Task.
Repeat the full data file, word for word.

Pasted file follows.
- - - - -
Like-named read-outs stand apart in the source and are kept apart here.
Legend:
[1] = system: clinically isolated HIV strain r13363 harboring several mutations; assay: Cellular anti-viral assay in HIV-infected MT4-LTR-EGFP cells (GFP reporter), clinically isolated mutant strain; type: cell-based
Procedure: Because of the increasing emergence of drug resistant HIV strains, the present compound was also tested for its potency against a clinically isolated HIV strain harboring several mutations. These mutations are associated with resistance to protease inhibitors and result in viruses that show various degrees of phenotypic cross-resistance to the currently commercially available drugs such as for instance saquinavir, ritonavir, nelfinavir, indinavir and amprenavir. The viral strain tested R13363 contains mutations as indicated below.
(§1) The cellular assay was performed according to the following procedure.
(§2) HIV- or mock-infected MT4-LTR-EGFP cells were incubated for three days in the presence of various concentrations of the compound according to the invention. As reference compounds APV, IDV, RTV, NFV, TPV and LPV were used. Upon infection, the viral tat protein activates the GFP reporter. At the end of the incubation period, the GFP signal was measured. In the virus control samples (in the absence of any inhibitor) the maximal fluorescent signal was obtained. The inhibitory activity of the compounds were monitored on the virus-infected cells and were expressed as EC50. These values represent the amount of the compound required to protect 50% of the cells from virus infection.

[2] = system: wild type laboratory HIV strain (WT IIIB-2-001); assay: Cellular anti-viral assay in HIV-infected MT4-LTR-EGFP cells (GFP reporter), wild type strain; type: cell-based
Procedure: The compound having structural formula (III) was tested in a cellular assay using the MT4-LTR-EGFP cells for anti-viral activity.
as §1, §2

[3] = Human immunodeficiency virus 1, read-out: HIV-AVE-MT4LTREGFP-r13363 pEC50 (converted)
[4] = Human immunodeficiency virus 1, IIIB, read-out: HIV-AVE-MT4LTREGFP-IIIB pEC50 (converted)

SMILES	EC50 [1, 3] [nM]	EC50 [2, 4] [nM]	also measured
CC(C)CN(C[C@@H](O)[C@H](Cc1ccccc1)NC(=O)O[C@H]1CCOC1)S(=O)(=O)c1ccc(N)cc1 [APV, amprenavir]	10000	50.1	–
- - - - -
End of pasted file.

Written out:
Like-named read-outs stand apart in the source and are kept apart here.
Legend:
[1] = system: clinically isolated HIV strain r13363 harboring several mutations; assay: Cellular anti-viral assay in HIV-infected MT4-LTR-EGFP cells (GFP reporter), clinically isolated mutant strain; type: cell-based
Procedure: Because of the increasing emergence of drug resistant HIV strains, the present compound was also tested for its potency against a clinically isolated HIV strain harboring several mutations. These mutations are associated with resistance to protease inhibitors and result in viruses that show various degrees of phenotypic cross-resistance to the currently commercially available drugs such as for instance saquinavir, ritonavir, nelfinavir, indinavir and amprenavir. The viral strain tested R13363 contains mutations as indicated below.
(§1) The cellular assay was performed according to the following procedure.
(§2) HIV- or mock-infected MT4-LTR-EGFP cells were incubated for three days in the presence of various concentrations of the compound according to the invention. As reference compounds APV, IDV, RTV, NFV, TPV and LPV were used. Upon infection, the viral tat protein activates the GFP reporter. At the end of the incubation period, the GFP signal was measured. In the virus control samples (in the absence of any inhibitor) the maximal fluorescent signal was obtained. The inhibitory activity of the compounds were monitored on the virus-infected cells and were expressed as EC50. These values represent the amount of the compound required to protect 50% of the cells from virus infection.

[2] = system: wild type laboratory HIV strain (WT IIIB-2-001); assay: Cellular anti-viral assay in HIV-infected MT4-LTR-EGFP cells (GFP reporter), wild type strain; type: cell-based
Procedure: The compound having structural formula (III) was tested in a cellular assay using the MT4-LTR-EGFP cells for anti-viral activity.
as §1, §2

[3] = Human immunodeficiency virus 1, read-out: HIV-AVE-MT4LTREGFP-r13363 pEC50 (converted)
[4] = Human immunodeficiency virus 1, IIIB, read-out: HIV-AVE-MT4LTREGFP-IIIB pEC50 (converted)

SMILES	EC50 [1, 3] [nM]	EC50 [2, 4] [nM]	also measured
CC(C)CN(C[C@@H](O)[C@H](Cc1ccccc1)NC(=O)O[C@H]1CCOC1)S(=O)(=O)c1ccc(N)cc1 [APV, amprenavir]	10000	50.1	–